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Mitosis in storage cells of the eutardigrade Richtersius coronifer

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Abstract

Although tardigrades are sometimes reported as eutelic animals, mitosis has been reported in several somatic tissues of adult eutardigrades. The occurrence of cell division in storage cells is particularly interesting in light of the important role that these cells play in the physiology of tardigrades. We present data on the occurrence of mitosis in storage cells of the eutardigrade Richtersius coronifer (Richters, 1903), and analyse mitotic cells in relation to different body characteristics, including egg development stage, moulting, gut content, body length, number and size of oocytes, and shape and size of the storage cells. Mitosis was present in ~20% of all animals, and was more frequent in juveniles than in adults. The proportion of cells with mitosis (‘mitotic index’) was low: 0.76% in juveniles and 1.47% in adults. In juveniles, none of the measured phenotypic characters had significant predictive power for mitosis, whereas in adult animals in moult or in late egg developmental or post-laying stage were more likely to have mitotic storage cells. The association with the later part of the moulting process was particularly strong. The low mitotic index and the strong association with moulting suggests that mitosis in storage cells may be connected with somatic growth rather than cell renewal, and that the purpose of cell division may relate to a need of more cells to support the enlarged body after moulting. However, the specific life cycle of tardigrades, where energy intake and depletion, egg development, and moulting is highly intertwined and synchronized, make conclusions about the functional role of mitosis in storage cells difficult, however, and more studies are needed to reveal the mechanisms inducing mitosis in these interesting cells.

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... midgut, storage cells) they clearly vary in number. Other than the gonad (ovary, testis and ovotestis), in which mitoses and meioses frequently occur, mitoses have been frequently observed in storage cells (coelomocytes) and in the so-called transient cells in the beginning of the midgut (Bertolani 1970;Czernekova and Jönsson 2016). Increase in storage cell mitoses has been related to moulting and the late developmental stage of eggs (Czernekova and Jönsson 2016). ...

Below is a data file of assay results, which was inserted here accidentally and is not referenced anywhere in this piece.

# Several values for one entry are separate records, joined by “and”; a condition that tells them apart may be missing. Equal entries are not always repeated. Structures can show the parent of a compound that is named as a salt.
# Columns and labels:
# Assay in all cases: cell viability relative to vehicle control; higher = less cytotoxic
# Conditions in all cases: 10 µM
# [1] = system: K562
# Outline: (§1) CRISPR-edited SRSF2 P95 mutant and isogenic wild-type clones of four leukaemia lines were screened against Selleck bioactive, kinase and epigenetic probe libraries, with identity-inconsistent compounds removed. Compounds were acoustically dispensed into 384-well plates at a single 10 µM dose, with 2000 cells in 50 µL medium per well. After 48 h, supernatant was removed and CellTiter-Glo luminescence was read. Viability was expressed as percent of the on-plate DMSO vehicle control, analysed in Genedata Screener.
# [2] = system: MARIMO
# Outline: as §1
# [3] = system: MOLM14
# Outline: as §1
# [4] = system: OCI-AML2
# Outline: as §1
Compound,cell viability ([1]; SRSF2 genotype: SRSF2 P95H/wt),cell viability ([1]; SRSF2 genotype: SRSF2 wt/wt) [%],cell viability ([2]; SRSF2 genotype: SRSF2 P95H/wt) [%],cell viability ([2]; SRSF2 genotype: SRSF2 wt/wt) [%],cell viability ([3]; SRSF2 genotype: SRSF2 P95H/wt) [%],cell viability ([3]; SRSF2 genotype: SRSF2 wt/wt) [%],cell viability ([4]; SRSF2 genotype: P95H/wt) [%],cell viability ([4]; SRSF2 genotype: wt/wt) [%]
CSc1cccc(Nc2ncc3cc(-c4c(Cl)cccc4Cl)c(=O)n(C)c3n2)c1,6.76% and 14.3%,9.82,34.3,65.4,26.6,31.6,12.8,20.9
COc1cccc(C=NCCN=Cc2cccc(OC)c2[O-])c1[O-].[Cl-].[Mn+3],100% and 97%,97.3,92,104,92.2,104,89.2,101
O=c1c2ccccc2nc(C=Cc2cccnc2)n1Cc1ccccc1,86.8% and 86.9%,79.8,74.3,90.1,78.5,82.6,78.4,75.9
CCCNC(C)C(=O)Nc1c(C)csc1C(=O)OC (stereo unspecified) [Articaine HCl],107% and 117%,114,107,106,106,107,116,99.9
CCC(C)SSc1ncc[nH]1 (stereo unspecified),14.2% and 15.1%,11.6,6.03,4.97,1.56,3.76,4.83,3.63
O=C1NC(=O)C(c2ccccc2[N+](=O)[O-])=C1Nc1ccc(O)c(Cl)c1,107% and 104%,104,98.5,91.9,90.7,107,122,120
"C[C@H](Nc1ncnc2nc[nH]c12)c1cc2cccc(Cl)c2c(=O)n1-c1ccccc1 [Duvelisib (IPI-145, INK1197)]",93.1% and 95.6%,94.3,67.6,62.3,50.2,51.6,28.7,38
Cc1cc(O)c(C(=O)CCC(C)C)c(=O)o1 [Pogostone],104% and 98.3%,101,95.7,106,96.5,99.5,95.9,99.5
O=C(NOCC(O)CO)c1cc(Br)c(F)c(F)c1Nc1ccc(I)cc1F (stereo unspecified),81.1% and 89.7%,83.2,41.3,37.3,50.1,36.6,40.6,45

... Other than the gonad (ovary, testis and ovotestis), in which mitoses and meioses frequently occur, mitoses have been frequently observed in storage cells (coelomocytes) and in the so-called transient cells in the beginning of the midgut (Bertolani 1970;Czernekova and Jönsson 2016). Increase in storage cell mitoses has been related to moulting and the late developmental stage of eggs (Czernekova and Jönsson 2016). Variation in storage cell size and number has also been related to anhydrobiosis (Jönsson and Rebecchi 2002). ...
... Storage cells are also involved in vitellogenesis (Jönsson and Rebecchi 2002) and in the synthesis of vitellogenins (Hyra et al. 2016b). Mitoses frequently occur in storage cells (Bertolani 1970;Czernekova and Jönsson 2016). ...
Chapter
Several cytological aspects have been considered in tardigrades. Firstly, the cell constancy which is not a true eutely being several mitoses present even after hatching, even though some organs, such epidermis and nervous ganglia, have the same cell number in juveniles and adults. The total number of these cells is species-specific. Then the ultrastructure of cuticle, epidermis, feeding and digestive apparatus, excretory and osmoregulatory organs, muscles, nerve cells, sensory cells and storage cells has been considered. Instead, the ultrastructure of the germ cells has been considered in the chapter on reproduction. With regard to chromosome number and shape, it has been observed that generally there is little difference among the species (n = 5 or n = 6), but several cases of polyploid populations exist, often very similar to diploid populations from a morphological point of view. In most cases the polyploid populations do not have males and reproduce by apomixis. Studies on the genome size have confirmed the presence of polyploid populations, as well as the presence of nuclei with multiple amounts of DNA within the same specimen. The genome size of the tardigrades is always relatively small and does not seem related to phylogenetic lineages. Studies on tardigrade genomes have placed this phylum at the centre of discussions on the evolution of Metazoa and have considered the role of horizontal gene transfer in animal evolution with contrasting results.
... Marcus (1929), citing a reduction in cells during late embryogenesis, similarly described the partial cell constancy in tardigrades as a secondary occurrence ("sekundäre Erscheinung") to differentiate it from true eutely, as is the case in nematodes (Sulston and Horvitz 1977). To date, mitotic cells have been observed in a number of different organs, although the total number of dividing cells per specimen is always low if present (Bertolani 1970a,b;Poprawa et al., 2015;Czerneková and Jönsson 2016). While these studies estimated the number of mitotic cells at any one time, it has never been shown how frequently or consistently cells divide in adult tardigrades. ...
... The frequency of cell divisions in whole tardigrades has been approximated previously based on the morphology of mitotic cells either in histological sections (Marcus 1929) or lacto-aceto-orcein-stained whole mounts (Bertolani 1970a,b;Czerneková and Jönsson 2016). All of these studies found low levels of cell divisions. ...
... All of these studies found low levels of cell divisions. Czerneková and Jönsson (2016) focused on storage cells, which have been hypothesized to have the highest rate of cell division of any cell type in tardigrades (Bertolani 1970a). Still, they estimated that less than 2% of storage cells are undergoing mitosis at any given point in time (Czerneková and Jönsson 2016). ...